Proven: Plants can count and think

Proven: Plants can count and think

Greg Gage is a neuroscientist who, during one of the TED talks, highlights the ability of plants to “count” and “think”. These first scientific advances bring us closer to the idea that plants could have some kind of consciousness.

In the experiment, Gage used two types of fast-moving plants in order to capture reactions to stimuli. The chosen ones were: a Mimosa (Sensitive mimosa), its leaves fold when touched and a Venus flytrap (Dionaea muscipula) that closes its "mouth" when a fly enters it.

The electrical impulses could be measured by the neuroscientist with electrodes as if they were neurons firing in the brain. When you touch the leaves of the Mimosa, signals reach the stem to close them. This could be compared to the communication that occurs between the brain and the stimulated parts of the body.

The electrodes were also placed on a carnivorous plant, the Venus flytrap. The result was the same, when Gage touched his sensory hairs, the electrical impulse was generated in the plant, but without shutting down. What happened in this case? Venus is able to distinguish if the stimulus was generated by a true prey. You can make this distinction thanks to the 3 sensitive hairs calledtrichomes found on its lobes (leaves). These hairs are responsible for "announcing" to the plant that a prey has landed, to be captured.

For the lobe to close, one of the trichomes will be activated upon contact, if this contact is repeated in a second trichome within 20 seconds, the lobes will close immediately. Another mechanism is that a single trichome is stimulated more than once in a fraction of seconds. These stimuli will cause the lobes to close at a speed of one tenth of a second.

With these reactions observed in the experiment, the neuroscientist concludes that some plants would also know how to “count”.

Plants don't have brains, Greg said, but they can communicate using electricity. So, he connected the two plants together to see if electrical pulses in one could affect the other. When he touched the hair of the Venus flytrap, the mimosa plant curled up.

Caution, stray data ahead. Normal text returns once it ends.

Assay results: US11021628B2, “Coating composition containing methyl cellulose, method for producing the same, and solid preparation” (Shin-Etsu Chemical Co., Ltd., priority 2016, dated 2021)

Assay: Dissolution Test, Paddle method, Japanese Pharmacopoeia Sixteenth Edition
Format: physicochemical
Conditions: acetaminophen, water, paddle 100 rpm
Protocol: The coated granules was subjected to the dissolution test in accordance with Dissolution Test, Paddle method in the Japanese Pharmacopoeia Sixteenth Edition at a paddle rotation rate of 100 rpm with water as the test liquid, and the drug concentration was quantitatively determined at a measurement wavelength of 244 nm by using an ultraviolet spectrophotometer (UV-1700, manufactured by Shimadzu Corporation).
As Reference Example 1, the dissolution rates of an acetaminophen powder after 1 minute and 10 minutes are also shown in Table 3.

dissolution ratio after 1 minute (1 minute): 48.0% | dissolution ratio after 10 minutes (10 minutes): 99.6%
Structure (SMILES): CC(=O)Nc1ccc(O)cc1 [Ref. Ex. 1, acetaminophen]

Other cases with trees

The GermanPeter wohlleben showed in his book "The Hidden Life of Trees" that a forest functions as a community in which trees communicate, make friends and protect each other.

One of the cases in which this concept of community can be seen is when a tree is being eaten by some plague. It is then when the attacked tree generates chemical substances to warn the rest of the trees that there is a predator in the area. In this way, the other trees begin to generate other chemicals to distract or deter the pest.

Trees also share nutrients with each other through their root systems. The strongest trees share sugars with weakened trees, there is a whole network under the ground. This strategy is based on the strength of the whole, if a tree dies, it leaves empty spaces in the forest allowing the entry of winds, vectors, etc.

A tree will not treat all other trees the same, but chooses its friends

In an interview, Peter comments: “In about one out of every 50 cases this very special friendship occurs between the trees. They are able to distinguish between one person and another in the same way that they do not treat all trees the same. Just today, I saw two old beeches next to each other. Each one directed its branches towards its side, so as not to mix them with that of the other. This is just one more sample of all the ways trees take care of each other. Forest rangers know this kind of symbiosis between trees. They are like an endearing old couple. If you cut down one of the two, you will have to cut down the other because it will die also whatever you do. "

Other scientists have suggested that plants are "mentally" very capable

The degree to which trees feel or think in the same way as other beings, including human beings, cannot yet be established. But Peter and Greg contribute to the growing evidence surrounding the high sensitivity of plants.

Some scientists have already shown that plants have long-term memory, that they know their physical environment and the behavior of other plants, and even what is even more controversial, that they can read a person's thoughts.

Here is the video of one of the experiments of the neuroscientist Greg Gage:

With information from:

Video: Do Plants Think? (August 2021).